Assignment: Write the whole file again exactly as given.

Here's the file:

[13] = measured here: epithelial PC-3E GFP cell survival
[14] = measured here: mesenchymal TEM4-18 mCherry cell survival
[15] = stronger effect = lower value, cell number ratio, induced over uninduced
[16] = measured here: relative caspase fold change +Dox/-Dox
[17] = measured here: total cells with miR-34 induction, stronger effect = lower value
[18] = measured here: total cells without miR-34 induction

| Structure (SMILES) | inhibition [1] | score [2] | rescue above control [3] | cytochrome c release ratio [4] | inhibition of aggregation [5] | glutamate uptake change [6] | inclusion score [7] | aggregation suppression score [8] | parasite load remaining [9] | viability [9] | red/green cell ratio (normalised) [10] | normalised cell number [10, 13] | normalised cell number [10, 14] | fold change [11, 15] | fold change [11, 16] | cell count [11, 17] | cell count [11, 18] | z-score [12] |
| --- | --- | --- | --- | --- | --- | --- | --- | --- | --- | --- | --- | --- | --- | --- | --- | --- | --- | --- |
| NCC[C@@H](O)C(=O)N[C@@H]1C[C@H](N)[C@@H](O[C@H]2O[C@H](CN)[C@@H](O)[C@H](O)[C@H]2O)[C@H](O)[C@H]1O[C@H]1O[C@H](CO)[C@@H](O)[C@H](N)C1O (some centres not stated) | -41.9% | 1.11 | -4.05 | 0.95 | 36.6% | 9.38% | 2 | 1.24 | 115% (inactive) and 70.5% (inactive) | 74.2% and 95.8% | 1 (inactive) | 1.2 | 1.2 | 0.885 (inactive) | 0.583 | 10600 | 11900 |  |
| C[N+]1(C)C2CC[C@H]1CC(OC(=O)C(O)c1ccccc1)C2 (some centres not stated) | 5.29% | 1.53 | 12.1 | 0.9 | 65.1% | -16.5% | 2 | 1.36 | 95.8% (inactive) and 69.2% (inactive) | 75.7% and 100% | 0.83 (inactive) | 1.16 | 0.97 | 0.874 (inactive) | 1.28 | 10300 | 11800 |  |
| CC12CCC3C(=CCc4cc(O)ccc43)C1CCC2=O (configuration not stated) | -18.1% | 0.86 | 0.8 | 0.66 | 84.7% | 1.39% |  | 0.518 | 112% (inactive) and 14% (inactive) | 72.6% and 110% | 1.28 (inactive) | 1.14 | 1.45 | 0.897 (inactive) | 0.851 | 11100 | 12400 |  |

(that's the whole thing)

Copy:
[13] = measured here: epithelial PC-3E GFP cell survival
[14] = measured here: mesenchymal TEM4-18 mCherry cell survival
[15] = stronger effect = lower value, cell number ratio, induced over uninduced
[16] = measured here: relative caspase fold change +Dox/-Dox
[17] = measured here: total cells with miR-34 induction, stronger effect = lower value
[18] = measured here: total cells without miR-34 induction

| Structure (SMILES) | inhibition [1] | score [2] | rescue above control [3] | cytochrome c release ratio [4] | inhibition of aggregation [5] | glutamate uptake change [6] | inclusion score [7] | aggregation suppression score [8] | parasite load remaining [9] | viability [9] | red/green cell ratio (normalised) [10] | normalised cell number [10, 13] | normalised cell number [10, 14] | fold change [11, 15] | fold change [11, 16] | cell count [11, 17] | cell count [11, 18] | z-score [12] |
| --- | --- | --- | --- | --- | --- | --- | --- | --- | --- | --- | --- | --- | --- | --- | --- | --- | --- | --- |
| NCC[C@@H](O)C(=O)N[C@@H]1C[C@H](N)[C@@H](O[C@H]2O[C@H](CN)[C@@H](O)[C@H](O)[C@H]2O)[C@H](O)[C@H]1O[C@H]1O[C@H](CO)[C@@H](O)[C@H](N)C1O (some centres not stated) | -41.9% | 1.11 | -4.05 | 0.95 | 36.6% | 9.38% | 2 | 1.24 | 115% (inactive) and 70.5% (inactive) | 74.2% and 95.8% | 1 (inactive) | 1.2 | 1.2 | 0.885 (inactive) | 0.583 | 10600 | 11900 |  |
| C[N+]1(C)C2CC[C@H]1CC(OC(=O)C(O)c1ccccc1)C2 (some centres not stated) | 5.29% | 1.53 | 12.1 | 0.9 | 65.1% | -16.5% | 2 | 1.36 | 95.8% (inactive) and 69.2% (inactive) | 75.7% and 100% | 0.83 (inactive) | 1.16 | 0.97 | 0.874 (inactive) | 1.28 | 10300 | 11800 |  |
| CC12CCC3C(=CCc4cc(O)ccc43)C1CCC2=O (configuration not stated) | -18.1% | 0.86 | 0.8 | 0.66 | 84.7% | 1.39% |  | 0.518 | 112% (inactive) and 14% (inactive) | 72.6% and 110% | 1.28 (inactive) | 1.14 | 1.45 | 0.897 (inactive) | 0.851 | 11100 | 12400 |  |